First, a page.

Olga’s hands clasped one another very tightly. She answered him under her breath. “I expect that’s it, Nick, I don’t love him any more at all. It has killed my love.”
“Then you never loved him,” said Nick with conviction.
She made no attempt to contradict him. Only her strained white face seemed to implore him to torture her no further. He saw it, and his heart smote him.
“I hate to hurt you, my chicken,” he said. “But, dear, you’re making such a hideous muddle of your life. I hate that even worse.”
She flung her arms about his neck; she pressed her lips to his yellow face. “Darling Nick, never mind about me, never mind!” she whispered. “I am doing simply what I must do. I can scarcely think or feel yet. Only I know that I must get free. It isn’t that I’m hard. It’s just that I have no choice. Your case was different. You had to do it. But this—” her words sank, became scarcely audible—“Nick, could anything extenuate—this?”
“God knows,” said Nick. He paused a moment, then added: “I sometimes think, if the whole truth were known, there would be an extenuating circumstance for every mortal offence under the sun.”
She did not argue the point. She seemed beyond argument. “Very likely,” she said. “But really I have no choice. You see, we were such friends—such friends. And then she loved him, while he—he had nothing but a professional interest for her, till he found her case to be hopeless, and then he lost even that. That’s what made it so horrible—so impossible. If he had loved her—even a little—I could have understood. But as it was—Oh, Nick, don’t you see?”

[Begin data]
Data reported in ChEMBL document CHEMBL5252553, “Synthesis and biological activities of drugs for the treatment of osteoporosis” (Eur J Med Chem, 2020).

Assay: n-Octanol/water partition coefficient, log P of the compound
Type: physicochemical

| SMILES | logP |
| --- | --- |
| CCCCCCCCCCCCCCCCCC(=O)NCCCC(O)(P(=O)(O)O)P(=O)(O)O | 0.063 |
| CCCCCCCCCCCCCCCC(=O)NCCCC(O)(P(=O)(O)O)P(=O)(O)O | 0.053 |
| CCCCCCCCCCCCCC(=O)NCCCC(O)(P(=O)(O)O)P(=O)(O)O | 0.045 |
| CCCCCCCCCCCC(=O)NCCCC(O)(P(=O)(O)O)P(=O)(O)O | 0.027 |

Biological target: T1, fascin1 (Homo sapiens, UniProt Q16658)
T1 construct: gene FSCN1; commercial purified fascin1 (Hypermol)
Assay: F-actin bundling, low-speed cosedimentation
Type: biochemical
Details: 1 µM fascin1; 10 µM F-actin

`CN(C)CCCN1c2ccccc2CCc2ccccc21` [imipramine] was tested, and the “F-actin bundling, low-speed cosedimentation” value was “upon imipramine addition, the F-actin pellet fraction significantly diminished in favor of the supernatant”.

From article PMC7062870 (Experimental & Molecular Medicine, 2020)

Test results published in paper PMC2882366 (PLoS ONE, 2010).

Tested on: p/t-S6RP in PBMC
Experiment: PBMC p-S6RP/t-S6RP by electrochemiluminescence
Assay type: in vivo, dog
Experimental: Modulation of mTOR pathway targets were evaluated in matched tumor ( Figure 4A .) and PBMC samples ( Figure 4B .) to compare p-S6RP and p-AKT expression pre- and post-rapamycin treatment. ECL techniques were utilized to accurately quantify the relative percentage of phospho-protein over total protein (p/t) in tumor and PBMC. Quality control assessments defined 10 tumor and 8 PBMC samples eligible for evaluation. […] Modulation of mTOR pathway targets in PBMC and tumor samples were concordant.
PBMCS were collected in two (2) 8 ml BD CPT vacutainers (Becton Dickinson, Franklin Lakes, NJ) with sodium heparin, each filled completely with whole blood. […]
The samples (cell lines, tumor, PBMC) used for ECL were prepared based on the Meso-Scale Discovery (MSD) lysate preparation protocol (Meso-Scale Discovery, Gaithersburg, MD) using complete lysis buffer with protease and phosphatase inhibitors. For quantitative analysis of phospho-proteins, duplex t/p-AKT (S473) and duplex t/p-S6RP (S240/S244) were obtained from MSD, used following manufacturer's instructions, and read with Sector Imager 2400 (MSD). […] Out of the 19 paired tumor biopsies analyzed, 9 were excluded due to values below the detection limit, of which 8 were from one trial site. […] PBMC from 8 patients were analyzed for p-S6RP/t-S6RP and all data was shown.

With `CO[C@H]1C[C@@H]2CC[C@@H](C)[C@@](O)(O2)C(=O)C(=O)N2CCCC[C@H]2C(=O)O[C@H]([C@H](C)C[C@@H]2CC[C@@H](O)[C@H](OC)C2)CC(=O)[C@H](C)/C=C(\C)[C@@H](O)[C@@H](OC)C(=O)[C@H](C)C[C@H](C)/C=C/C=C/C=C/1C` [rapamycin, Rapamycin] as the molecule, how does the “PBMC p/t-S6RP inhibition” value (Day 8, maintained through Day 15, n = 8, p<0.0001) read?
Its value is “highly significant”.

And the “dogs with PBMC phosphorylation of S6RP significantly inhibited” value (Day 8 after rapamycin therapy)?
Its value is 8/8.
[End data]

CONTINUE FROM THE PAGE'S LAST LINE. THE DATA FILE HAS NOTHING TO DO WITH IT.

Yes, he did see. It was useless to reason with her. She was like a captive bird beating wild wings for freedom and wholly unable to gauge its awful desolation when won.
For the second time he had to own himself beaten. For the second time he withdrew his forces from the field.
“Well, dear, I’m sorry,” was all he said, but it conveyed much.
When he quitted her presence a little later he carried with him the ring that Max had given her and a brief and piteous message to her lover that he would not try to see her again.
Max received both in grim silence, and within half an hour of so doing he had gone.
ONE MAN’S LOSS
“Oh, damn!” said Noel.
He had made the remark several times before that morning, but he made it with special emphasis on this occasion in response to the news that his brother was waiting to see him.
Hot and cross from the parade-ground, he rolled off his horse and turned towards his quarters. The animal looked after him with a faint whinny of hurt surprise, and sharply Noel flung round again.
The saice grinned, but was instantly quelled to sobriety by his master’s scowl. The horse whinnied again, and tucked a confiding nose under the young officer’s arm.